00:12:28:21 - 00:12:50:20
Unknown
So the idea that you could take treated wastewater and use it is is appealing. The problem with treated wastewater is when we flush our toilets and urinate and do other sort of bodily functions, we also release stuff that's in our system like pharmaceuticals, birth control pills that aren't totally absorbed.

00:12:50:21 - 00:13:02:16
Unknown
And and there's been some studies that suggest those things don't get cleaned out in most sewage treatment plants and they can affect the marine life. And do those things end up in our drinking water? Do they come back to us somehow?

00:13:03:07 - 00:13:19:18
Unknown
I don't know about the drinking water. I think it's more just the sewage water. You know, I think that drinking water is more impacted by. Rock mining and and sewage spills or oil spills and things like that that happen in industrial areas.

00:13:20:18 - 00:13:37:06
Unknown
So going back to the bay you told me about. Tell me about your experience growing up in Biscayne Bay and how you got into fishing. You mentioned earlier you're going on in an old boat with your dad. Tell me about about your early experiences with Biscayne Bay and what time period we're talking about.

00:13:37:22 - 00:13:54:00
Unknown
We're talking about the 1960s and seventies. You know, I my family was here in the in the late fifties. I was technically born in Del, but I think we moved down to South Dade when I was like six months or so.

00:13:54:00 - 00:14:07:18
Unknown
So I consider myself a miami native in the coral reef area near Deering Estate. You know where that is? Yes. You know where different stay that you've been to the state desk or haven't you? Okay, so, you know, it's the bay was right there.

00:14:07:19 - 00:14:28:09
Unknown
You could ride your bicycle to it. And my father just like the outdoor. So we got an old boat and that was part of our our lifestyle. We spent a lot of weekends on Biscayne Bay, and my folks bought a place in the Keys, a little undeveloped strip of land, and he stuck a trailer on there and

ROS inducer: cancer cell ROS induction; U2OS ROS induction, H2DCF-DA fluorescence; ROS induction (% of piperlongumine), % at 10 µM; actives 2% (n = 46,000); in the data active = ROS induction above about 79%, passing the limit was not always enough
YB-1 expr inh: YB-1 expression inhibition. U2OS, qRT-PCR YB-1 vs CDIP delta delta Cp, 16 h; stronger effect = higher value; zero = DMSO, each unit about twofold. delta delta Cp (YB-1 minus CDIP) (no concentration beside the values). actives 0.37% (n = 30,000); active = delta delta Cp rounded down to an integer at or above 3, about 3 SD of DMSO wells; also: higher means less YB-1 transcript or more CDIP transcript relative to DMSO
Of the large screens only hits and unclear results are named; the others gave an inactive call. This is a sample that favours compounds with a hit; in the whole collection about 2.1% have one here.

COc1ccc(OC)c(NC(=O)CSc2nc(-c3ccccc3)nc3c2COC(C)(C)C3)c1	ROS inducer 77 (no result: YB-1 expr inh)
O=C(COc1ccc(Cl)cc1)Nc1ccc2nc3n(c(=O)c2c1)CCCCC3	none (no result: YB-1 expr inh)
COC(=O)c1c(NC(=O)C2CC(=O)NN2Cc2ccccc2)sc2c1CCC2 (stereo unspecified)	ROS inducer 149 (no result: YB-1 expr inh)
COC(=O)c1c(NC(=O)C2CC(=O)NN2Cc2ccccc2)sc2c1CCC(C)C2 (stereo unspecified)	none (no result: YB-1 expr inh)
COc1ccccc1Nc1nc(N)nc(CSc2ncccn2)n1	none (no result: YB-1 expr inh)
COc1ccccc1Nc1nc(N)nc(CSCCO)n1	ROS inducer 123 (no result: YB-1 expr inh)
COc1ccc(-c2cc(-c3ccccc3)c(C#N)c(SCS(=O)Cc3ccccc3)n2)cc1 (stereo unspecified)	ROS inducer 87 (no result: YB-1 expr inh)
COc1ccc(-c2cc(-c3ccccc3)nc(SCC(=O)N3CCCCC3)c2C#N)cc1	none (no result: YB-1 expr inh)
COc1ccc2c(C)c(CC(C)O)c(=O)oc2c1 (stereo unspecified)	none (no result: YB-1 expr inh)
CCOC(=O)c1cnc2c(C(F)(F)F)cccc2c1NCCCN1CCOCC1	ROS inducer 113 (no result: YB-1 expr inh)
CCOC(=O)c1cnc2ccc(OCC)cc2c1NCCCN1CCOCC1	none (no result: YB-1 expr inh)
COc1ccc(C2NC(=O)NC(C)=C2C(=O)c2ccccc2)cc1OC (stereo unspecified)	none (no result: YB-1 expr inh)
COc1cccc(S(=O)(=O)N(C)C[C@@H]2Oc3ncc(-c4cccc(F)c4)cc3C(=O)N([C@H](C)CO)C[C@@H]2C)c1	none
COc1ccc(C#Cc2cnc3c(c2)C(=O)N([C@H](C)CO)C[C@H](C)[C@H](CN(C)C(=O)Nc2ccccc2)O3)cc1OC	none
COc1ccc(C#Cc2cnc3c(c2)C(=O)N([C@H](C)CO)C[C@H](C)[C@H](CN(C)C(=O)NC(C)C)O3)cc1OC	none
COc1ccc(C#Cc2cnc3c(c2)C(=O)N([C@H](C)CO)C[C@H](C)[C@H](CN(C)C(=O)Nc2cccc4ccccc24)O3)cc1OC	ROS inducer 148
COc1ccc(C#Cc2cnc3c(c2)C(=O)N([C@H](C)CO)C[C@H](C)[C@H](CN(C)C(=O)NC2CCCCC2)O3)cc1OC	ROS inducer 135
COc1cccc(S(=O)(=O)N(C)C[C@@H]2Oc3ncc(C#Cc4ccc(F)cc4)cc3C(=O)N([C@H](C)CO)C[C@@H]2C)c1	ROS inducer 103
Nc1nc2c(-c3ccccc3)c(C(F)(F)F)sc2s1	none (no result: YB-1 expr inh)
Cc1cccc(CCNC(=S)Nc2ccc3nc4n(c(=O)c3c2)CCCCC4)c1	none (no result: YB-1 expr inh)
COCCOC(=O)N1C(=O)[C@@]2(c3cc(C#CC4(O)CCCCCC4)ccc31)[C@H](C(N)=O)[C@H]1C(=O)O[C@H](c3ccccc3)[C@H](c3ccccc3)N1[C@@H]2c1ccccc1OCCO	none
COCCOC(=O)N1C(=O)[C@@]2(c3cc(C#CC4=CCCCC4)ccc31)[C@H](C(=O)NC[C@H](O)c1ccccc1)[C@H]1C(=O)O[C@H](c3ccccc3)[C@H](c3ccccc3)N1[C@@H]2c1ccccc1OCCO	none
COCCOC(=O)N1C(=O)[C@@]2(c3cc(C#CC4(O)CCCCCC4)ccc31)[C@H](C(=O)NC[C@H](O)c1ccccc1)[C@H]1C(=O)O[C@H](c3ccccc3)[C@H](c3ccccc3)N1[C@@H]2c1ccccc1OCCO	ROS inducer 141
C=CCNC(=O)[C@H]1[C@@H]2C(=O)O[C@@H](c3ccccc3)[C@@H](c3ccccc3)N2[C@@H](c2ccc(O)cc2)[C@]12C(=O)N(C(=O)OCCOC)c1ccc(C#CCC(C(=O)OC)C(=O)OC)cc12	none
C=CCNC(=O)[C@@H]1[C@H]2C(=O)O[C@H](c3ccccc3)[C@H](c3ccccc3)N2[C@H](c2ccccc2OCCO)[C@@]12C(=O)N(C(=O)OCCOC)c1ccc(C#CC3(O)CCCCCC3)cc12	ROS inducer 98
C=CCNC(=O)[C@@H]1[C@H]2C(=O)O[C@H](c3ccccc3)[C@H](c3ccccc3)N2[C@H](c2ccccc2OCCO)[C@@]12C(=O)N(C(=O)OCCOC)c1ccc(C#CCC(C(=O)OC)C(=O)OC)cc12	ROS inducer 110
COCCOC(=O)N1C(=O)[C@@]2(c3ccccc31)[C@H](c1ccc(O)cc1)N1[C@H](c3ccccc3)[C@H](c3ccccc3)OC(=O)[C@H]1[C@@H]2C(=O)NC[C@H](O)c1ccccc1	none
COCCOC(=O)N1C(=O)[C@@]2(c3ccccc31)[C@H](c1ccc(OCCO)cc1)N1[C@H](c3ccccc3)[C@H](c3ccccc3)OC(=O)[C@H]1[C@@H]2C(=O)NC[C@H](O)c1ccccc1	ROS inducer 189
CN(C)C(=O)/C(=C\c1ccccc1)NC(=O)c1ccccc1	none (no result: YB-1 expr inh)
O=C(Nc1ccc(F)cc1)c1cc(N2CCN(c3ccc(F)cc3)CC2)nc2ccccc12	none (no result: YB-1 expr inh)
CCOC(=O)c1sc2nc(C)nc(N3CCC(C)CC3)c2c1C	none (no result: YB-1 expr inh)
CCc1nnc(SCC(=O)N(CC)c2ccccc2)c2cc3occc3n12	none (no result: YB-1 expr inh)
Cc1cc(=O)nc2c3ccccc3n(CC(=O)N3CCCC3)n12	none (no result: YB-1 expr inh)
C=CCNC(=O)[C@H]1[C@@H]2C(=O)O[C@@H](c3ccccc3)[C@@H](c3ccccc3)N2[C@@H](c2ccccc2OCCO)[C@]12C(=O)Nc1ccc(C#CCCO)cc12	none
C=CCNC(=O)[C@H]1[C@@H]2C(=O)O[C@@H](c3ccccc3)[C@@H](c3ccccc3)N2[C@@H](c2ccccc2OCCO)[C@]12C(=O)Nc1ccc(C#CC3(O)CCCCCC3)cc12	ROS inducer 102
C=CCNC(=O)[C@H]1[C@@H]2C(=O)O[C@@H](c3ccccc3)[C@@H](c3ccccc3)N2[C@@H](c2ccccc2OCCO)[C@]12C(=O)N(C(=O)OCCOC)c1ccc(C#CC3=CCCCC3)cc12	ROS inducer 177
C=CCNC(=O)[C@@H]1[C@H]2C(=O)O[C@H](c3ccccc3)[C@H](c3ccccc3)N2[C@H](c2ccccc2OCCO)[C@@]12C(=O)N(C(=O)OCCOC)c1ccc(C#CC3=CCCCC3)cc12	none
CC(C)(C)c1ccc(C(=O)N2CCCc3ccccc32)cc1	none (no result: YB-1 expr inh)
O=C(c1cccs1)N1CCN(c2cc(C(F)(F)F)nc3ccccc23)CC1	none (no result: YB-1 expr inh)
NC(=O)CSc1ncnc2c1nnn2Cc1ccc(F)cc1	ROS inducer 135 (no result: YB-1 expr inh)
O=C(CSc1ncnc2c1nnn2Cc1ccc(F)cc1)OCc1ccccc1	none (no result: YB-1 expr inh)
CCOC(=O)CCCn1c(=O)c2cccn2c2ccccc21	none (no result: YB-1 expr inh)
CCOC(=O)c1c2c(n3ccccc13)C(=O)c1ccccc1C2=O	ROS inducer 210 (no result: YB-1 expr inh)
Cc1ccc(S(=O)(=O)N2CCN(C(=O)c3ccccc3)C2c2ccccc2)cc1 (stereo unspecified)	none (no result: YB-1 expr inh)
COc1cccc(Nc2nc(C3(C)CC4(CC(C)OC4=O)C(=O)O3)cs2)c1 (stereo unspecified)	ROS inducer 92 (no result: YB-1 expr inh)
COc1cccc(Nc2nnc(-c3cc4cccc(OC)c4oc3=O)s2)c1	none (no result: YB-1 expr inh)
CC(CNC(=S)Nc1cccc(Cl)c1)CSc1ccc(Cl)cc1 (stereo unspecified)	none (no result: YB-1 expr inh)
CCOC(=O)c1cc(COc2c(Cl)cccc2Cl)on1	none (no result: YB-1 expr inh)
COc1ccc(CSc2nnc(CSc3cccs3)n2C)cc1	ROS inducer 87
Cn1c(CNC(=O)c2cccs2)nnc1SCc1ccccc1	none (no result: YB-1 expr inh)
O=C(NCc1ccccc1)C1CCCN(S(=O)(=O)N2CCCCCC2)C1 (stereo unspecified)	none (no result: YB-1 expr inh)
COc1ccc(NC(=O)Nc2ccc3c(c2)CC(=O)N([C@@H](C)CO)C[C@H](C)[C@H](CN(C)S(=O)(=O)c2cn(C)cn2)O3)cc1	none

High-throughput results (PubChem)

00:14:29:11 - 00:14:43:06
Unknown
we didn't have the money to to build a house. But so he would pull a construction permit every like six months, which allowed you to keep the trailer there. Never did a construction, but we had a little trailer, so it was just part of our lifestyle.

00:14:43:07 - 00:14:59:24
Unknown
And then my dad died when I was pretty young and I my mom would continue to allow me to use this little boat that we had, a little whaler like boat. And I don't know, she'd probably be arrested now, but back then you could you just take a 13 or 14 year old boy down to the boat

00:14:59:24 - 00:15:08:09
Unknown
ramp, let him go for the day and then come back and get him later. So it was a lot of fun. So it was you know, it just we did a lot of diving and fishing and stuff like that.

00:15:08:09 - 00:15:20:08
Unknown
So I have a real affection for the place. So so you were out you were out on Biscayne Bay alone on a boat when you were 13 years old. And you take that thing out. Well, you know, I usually I usually took a friend or two along.

00:15:21:03 - 00:15:32:14
Unknown
Right. But but you are basically kids unsupervised. I mean, you had the freedom to go out in the bay. What was that like to go out as a kid and just kind of point that boat wherever you wanted to go and go?

00:15:34:16 - 00:15:50:12
Unknown
Well, it was it was a lot of fun. You. It was a lot of fun and probably did some dumb things. I mean, we take this little boat out to the Gulf Stream and the Atlantic and, you know, in the shipping lanes and watch these big boats go by if the weather was proper.

00:15:50:12 - 00:16:03:16
Unknown
But I don't think that's unusual for kids that that grew up down here. I think I think I have a lot of friends that did the same sort of things. I mean, you see that now as well in the Intercoastal.

00:16:03:16 - 00:16:16:19
Unknown
But, you know, my boat was 14 feet long and I think had a 50 horsepower motor. And now everybody seems to have 30 foot boats with triple motors and 400 horsepower on it or something like that. So it was you know, it was just something something we.

00:16:16:19 - 00:16:33:19
Unknown
Did you take a 14 foot boat out to the Gulfstream? Yeah. If the weather wasn't right. Well, look, there are stories there are stories of people that would take would take their 17 foot boats across to Bimini. Way back when this was before GPS and everything else.

00:16:33:19 - 00:16:45:12
Unknown
But it was it the smartest thing in the world now. But I mean, you know, we had compasses and most of the time, you know, you were you could see the islands and things like that. I mean, it wasn't it wasn't foolhardy or anything like that.

00:16:45:12 - 00:16:57:21
Unknown
But but there was just there was a lot more, you know, the fish were larger and there were more lobster and a lot of things were easier. There just wasn't the the the pressure on the resources that there that there is.

00:16:57:21 - 00:17:13:18
Unknown
Now, I also went on the bay when I was younger, not as not as often. I never owned a boat, but I had an uncle who did get out of the bay a few times and correct me if I'm wrong, but I remember certain parts of the bay being clearer.